Boris Johnson goes to Preston
It’s a clear shift leftwards into territory which the Labour Party considers its own. Earlier this year John McDonnell spoke favourably of the ‘Preston model’, introduced in 2013 to link the local council with key local organisations and businesses. The initiative aimed to revive and grow the economy of Preston, one of many apparently ‘left behind’ areas of the country, and may be an example of what the Prime Minister and his advisors have in mind.
As a result of this initiative, the share of the public procurement budget spent within the city has risen from 5% in 2013 to 18% (an increase of £75 million). Similar initiatives across Lancashire have seen the proportion procured locally rising from 39% to 79%. It has been claimed that as a consequence unemployment in Preston has more than halved, and that there have been above-national-average improvements in transport, skill development and (more tenuously) health and work-life balance.
The Preston experiment involves local ‘anchor institutions’ in Preston and the surrounding area – colleges, police, the university of Central Lancashire – being induced to spend more of their budgets locally.
Controversially, Lancashire’s County Pension Fund has invested up to £100 million in Preston and South Ribble developing student flats, new hotels and office space as part of a ‘City Deal’ to revive the local economy. There has been encouragement to new worker cooperatives, and talk of starting a municipally-owned regional bank.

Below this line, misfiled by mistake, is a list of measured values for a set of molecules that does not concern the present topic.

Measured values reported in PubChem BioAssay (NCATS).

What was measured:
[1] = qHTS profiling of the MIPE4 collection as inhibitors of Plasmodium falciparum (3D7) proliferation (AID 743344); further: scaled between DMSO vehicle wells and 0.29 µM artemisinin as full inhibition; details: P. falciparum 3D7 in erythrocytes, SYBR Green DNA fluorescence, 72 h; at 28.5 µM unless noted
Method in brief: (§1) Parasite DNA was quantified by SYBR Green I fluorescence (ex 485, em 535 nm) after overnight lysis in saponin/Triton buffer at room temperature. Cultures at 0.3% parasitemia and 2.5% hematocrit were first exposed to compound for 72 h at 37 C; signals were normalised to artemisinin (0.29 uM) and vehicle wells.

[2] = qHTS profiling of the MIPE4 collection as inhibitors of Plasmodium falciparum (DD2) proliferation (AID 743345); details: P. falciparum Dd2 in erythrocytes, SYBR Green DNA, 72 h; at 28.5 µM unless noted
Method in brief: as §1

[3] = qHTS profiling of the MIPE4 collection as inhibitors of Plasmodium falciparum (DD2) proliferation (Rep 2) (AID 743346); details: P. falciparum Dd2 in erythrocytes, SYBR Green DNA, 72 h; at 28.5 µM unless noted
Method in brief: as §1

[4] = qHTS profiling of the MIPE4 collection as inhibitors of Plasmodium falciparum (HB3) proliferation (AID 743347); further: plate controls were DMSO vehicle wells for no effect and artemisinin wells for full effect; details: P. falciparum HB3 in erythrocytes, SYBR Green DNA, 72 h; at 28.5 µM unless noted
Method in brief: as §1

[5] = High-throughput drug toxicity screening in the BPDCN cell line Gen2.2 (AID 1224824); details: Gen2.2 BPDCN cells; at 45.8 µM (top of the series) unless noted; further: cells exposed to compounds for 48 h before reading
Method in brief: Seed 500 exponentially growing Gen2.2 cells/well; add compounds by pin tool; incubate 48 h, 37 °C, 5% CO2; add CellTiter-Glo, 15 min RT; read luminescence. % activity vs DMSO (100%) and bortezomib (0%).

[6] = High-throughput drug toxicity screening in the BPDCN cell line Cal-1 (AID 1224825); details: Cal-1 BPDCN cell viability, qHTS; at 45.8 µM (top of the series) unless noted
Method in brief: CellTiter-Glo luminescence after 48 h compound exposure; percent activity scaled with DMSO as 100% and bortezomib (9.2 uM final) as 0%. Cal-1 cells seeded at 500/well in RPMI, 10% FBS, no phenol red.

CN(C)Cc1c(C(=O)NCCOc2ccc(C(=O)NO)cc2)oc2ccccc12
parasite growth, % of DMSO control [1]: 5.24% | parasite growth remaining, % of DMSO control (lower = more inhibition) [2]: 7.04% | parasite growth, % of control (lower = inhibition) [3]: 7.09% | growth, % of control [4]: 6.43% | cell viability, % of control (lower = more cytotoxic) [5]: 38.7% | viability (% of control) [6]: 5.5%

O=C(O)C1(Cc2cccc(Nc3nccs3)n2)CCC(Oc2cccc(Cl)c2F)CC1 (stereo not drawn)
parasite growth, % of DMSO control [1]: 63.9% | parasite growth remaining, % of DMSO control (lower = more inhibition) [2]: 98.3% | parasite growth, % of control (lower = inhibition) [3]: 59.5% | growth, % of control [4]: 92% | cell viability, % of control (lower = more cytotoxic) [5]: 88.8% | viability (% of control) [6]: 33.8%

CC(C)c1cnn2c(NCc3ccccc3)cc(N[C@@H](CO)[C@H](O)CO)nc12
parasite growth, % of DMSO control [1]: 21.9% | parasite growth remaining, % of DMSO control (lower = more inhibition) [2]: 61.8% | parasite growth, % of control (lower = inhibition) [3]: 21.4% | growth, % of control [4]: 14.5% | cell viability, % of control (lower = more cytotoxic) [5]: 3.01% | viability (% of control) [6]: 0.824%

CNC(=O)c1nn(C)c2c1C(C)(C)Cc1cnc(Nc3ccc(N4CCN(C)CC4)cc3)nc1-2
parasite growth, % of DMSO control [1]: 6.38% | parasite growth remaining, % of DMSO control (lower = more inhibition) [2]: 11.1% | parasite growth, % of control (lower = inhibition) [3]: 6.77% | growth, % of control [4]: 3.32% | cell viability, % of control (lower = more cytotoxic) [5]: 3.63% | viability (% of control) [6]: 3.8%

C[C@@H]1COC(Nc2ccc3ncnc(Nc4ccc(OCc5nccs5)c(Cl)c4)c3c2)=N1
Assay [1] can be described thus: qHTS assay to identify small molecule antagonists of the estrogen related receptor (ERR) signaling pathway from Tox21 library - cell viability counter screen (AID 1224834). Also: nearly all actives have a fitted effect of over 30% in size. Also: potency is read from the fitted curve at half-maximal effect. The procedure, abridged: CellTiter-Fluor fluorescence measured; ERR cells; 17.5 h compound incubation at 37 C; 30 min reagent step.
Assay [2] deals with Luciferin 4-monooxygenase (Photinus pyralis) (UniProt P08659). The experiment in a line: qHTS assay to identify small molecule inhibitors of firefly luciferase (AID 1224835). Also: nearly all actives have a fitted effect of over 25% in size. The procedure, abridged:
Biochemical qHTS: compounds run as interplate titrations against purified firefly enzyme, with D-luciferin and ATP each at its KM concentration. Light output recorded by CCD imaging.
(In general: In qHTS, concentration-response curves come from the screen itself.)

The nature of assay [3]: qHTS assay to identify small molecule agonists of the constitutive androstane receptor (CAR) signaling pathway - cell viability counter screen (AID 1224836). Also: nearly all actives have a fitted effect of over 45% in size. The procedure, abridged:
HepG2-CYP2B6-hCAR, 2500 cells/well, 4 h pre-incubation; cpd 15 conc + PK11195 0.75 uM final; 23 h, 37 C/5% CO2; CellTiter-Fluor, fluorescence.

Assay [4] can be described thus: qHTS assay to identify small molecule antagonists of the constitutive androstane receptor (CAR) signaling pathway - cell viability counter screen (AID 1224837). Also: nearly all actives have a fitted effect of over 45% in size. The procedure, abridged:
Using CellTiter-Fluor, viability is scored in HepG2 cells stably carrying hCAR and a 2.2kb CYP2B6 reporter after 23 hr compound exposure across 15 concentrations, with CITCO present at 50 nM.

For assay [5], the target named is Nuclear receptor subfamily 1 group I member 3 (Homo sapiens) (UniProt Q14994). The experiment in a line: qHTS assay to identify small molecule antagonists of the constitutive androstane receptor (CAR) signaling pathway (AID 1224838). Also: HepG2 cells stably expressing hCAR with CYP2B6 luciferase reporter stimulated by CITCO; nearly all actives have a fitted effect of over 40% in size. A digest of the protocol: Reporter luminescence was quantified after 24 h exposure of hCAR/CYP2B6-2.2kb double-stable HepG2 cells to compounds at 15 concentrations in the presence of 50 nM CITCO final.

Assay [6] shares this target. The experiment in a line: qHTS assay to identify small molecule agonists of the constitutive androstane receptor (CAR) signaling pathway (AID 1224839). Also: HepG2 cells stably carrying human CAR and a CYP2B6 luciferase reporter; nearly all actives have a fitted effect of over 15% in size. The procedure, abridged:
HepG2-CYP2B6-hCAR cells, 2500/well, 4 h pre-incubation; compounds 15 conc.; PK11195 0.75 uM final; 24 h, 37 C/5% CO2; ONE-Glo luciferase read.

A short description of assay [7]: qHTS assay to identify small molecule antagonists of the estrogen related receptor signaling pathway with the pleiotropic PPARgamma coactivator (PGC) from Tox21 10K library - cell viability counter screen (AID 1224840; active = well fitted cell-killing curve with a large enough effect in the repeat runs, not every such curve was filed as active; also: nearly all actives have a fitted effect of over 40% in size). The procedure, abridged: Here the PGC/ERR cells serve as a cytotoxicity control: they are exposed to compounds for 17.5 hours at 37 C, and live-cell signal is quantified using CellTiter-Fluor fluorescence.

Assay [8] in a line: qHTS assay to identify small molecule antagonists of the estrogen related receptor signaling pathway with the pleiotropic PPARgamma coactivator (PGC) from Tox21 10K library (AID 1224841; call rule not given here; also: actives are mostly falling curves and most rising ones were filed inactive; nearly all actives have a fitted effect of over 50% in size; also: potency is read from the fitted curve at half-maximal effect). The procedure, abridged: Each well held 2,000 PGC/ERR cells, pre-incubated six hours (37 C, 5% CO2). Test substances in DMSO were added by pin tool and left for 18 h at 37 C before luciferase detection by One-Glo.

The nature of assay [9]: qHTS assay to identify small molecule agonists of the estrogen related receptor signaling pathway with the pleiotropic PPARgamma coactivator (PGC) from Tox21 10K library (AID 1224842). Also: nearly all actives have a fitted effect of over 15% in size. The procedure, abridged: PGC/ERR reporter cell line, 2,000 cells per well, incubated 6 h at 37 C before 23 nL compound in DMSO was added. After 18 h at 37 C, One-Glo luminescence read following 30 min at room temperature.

This scheme of ‘community wealth building’ has been widely praised on the Left, for example by Demos and the New Economics Foundation. Mr McDonnell regards it as a model to be rolled out across the country.
But this model of ’socialism in one city’, while certainly an interesting experiment, seems to negate the advantages of national, let alone international, trade and capital mobility. It may also be unwise for pension funds to be used in this way, as it increases the risk to pensioners’ incomes.
Labour has used this model as an inspiration for thinking about decentralisating utilities after its planned renationalisations. If applied to, say, energy, this model would imply a bias towards local self-sufficiency and ignoring the benefits of scale and networks.
There is certainly a role for local non-profit energy suppliers – Robin Hood Energy, set up by Nottingham City Council, is often favourably mentioned. However, Cardiff Energy has just ceased trading and Ofgem has appointed SSE as supplier of last resort for its 800 or so domestic customers. Non-profit supplier Our Power, set up in Edinburgh four years ago with support of Scottish ministers, went bust in January 2019 with 38,000 customers, causing a loss of £10 million in loans from the Scottish government. And none of the English local authority suppliers has yet made a profit.
Whether Boris Johnson intends to buy into the entire programme is doubtful. He or his colleagues will be mindful of possible difficulties with changing procurement rules as planned post-Brexit negotiations with the EU get under way. However, as my colleague Victoria Hewson points out, the rules need not be changed very much. What has gone on in Preston so far is perfectly legal and single market rules do permit assistance to areas of high unemployment and to SMEs to help them to bid for government work.
Advocates of free markets would be much happier to see a new government starting to unpick the swathes of regulation which hold back business in many parts of the country. They will point to the very poor record of publicly-sponsored enterprises in the 1970s and the potential for rising costs to the taxpayer and ratepayer as a consequence of Preston-style initiatives. But we may have to get used to the New Localism.